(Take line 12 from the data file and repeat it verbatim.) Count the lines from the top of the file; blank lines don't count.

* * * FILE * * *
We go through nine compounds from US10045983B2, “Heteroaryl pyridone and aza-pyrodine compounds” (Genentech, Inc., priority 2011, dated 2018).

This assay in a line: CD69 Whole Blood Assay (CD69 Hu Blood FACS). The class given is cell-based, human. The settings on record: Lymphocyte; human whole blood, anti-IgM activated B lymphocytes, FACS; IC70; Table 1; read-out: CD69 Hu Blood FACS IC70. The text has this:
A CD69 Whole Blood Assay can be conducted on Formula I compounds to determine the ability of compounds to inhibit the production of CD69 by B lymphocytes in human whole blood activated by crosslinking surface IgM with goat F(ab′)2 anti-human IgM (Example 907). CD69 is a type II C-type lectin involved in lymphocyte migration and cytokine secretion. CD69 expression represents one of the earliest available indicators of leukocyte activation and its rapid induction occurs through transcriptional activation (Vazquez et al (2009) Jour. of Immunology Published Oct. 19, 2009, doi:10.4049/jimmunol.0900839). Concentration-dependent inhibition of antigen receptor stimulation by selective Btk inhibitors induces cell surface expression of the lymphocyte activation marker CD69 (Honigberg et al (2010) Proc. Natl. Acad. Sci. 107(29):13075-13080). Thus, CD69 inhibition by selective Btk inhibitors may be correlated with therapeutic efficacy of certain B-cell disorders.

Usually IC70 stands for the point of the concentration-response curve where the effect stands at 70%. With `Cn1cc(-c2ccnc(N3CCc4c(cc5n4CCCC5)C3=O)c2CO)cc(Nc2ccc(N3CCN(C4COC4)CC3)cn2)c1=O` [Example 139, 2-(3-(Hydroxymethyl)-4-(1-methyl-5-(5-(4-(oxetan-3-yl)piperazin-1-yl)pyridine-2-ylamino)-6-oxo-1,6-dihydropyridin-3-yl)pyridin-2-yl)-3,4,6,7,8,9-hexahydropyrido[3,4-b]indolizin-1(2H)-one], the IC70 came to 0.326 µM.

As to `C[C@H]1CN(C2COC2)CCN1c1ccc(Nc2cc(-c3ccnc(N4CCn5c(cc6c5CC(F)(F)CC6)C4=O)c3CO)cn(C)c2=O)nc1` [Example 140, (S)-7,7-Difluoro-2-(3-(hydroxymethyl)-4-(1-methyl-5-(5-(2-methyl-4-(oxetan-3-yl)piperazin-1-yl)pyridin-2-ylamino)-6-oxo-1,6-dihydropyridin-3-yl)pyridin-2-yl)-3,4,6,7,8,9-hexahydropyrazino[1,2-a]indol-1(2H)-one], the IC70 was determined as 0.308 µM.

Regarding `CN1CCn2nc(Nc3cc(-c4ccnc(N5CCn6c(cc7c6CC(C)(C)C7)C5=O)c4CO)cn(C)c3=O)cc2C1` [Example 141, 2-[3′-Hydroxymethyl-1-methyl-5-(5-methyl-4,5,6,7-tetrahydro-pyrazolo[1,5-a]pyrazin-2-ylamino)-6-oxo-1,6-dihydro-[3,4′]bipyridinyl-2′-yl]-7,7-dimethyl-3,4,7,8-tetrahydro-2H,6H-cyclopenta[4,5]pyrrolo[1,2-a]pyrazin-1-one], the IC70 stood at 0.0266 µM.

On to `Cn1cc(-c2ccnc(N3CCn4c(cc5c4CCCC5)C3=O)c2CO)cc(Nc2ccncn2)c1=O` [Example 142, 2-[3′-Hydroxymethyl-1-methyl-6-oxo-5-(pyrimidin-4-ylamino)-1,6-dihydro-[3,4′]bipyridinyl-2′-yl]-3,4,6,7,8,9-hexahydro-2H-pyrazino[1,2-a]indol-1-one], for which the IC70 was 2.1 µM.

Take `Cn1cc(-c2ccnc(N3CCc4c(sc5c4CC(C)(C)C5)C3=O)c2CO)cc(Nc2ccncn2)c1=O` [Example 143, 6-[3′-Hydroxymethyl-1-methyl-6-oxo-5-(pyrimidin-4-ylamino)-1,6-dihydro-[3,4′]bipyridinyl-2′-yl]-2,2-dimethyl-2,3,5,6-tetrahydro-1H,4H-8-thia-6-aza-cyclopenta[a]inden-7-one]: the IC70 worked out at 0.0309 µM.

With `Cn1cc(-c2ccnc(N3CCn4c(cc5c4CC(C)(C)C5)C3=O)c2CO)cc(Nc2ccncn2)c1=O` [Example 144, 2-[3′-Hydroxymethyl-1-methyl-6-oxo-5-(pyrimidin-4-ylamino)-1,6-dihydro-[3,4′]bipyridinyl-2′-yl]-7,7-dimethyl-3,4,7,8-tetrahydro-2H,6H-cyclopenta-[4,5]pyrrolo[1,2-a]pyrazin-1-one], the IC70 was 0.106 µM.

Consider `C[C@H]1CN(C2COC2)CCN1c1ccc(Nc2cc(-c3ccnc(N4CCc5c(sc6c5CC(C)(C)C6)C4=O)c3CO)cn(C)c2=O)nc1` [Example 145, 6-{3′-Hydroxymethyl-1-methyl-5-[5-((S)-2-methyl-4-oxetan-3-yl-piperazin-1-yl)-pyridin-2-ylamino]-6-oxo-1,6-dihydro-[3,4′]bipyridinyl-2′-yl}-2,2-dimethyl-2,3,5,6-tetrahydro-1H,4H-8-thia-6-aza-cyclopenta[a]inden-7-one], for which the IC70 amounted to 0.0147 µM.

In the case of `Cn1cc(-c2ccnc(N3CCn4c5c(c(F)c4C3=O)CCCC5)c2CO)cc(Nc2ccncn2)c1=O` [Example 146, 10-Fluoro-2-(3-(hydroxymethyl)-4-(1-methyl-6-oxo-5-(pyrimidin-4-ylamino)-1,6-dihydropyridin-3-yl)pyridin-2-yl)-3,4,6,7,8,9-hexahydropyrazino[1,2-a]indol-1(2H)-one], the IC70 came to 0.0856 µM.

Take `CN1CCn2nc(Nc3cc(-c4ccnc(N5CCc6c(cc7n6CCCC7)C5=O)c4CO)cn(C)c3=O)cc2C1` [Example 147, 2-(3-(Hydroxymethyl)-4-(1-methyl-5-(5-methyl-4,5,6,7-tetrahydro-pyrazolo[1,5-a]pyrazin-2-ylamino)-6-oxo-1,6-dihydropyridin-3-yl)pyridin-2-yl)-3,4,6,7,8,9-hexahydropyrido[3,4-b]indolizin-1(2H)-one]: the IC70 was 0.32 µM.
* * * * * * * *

Take `CN1CCn2nc(Nc3cc(-c4ccnc(N5CCc6c(cc7n6CCCC7)C5=O)c4CO)cn(C)c3=O)cc2C1` [Example 147, 2-(3-(Hydroxymethyl)-4-(1-methyl-5-(5-methyl-4,5,6,7-tetrahydro-pyrazolo[1,5-a]pyrazin-2-ylamino)-6-oxo-1,6-dihydropyridin-3-yl)pyridin-2-yl)-3,4,6,7,8,9-hexahydropyrido[3,4-b]indolizin-1(2H)-one]: the IC70 was 0.32 µM.